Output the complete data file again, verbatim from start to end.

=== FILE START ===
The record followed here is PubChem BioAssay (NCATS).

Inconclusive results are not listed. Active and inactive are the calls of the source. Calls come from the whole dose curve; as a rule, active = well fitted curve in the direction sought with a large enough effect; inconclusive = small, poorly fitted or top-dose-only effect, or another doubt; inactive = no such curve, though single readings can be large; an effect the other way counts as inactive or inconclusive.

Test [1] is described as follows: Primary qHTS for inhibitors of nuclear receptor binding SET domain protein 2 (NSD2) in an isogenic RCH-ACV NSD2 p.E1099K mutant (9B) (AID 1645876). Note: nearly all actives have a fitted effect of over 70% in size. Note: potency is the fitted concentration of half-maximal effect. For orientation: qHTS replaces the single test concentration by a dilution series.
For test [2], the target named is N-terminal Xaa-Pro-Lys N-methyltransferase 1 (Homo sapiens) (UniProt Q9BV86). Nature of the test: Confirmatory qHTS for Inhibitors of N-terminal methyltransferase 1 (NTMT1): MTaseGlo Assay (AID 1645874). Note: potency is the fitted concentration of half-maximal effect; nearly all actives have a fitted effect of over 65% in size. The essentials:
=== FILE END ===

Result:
The record followed here is PubChem BioAssay (NCATS).

Inconclusive results are not listed. Active and inactive are the calls of the source. Calls come from the whole dose curve; as a rule, active = well fitted curve in the direction sought with a large enough effect; inconclusive = small, poorly fitted or top-dose-only effect, or another doubt; inactive = no such curve, though single readings can be large; an effect the other way counts as inactive or inconclusive.

Test [1] is described as follows: Primary qHTS for inhibitors of nuclear receptor binding SET domain protein 2 (NSD2) in an isogenic RCH-ACV NSD2 p.E1099K mutant (9B) (AID 1645876). Note: nearly all actives have a fitted effect of over 70% in size. Note: potency is the fitted concentration of half-maximal effect. For orientation: qHTS replaces the single test concentration by a dilution series.
For test [2], the target named is N-terminal Xaa-Pro-Lys N-methyltransferase 1 (Homo sapiens) (UniProt Q9BV86). Nature of the test: Confirmatory qHTS for Inhibitors of N-terminal methyltransferase 1 (NTMT1): MTaseGlo Assay (AID 1645874). Note: potency is the fitted concentration of half-maximal effect; nearly all actives have a fitted effect of over 65% in size. The essentials: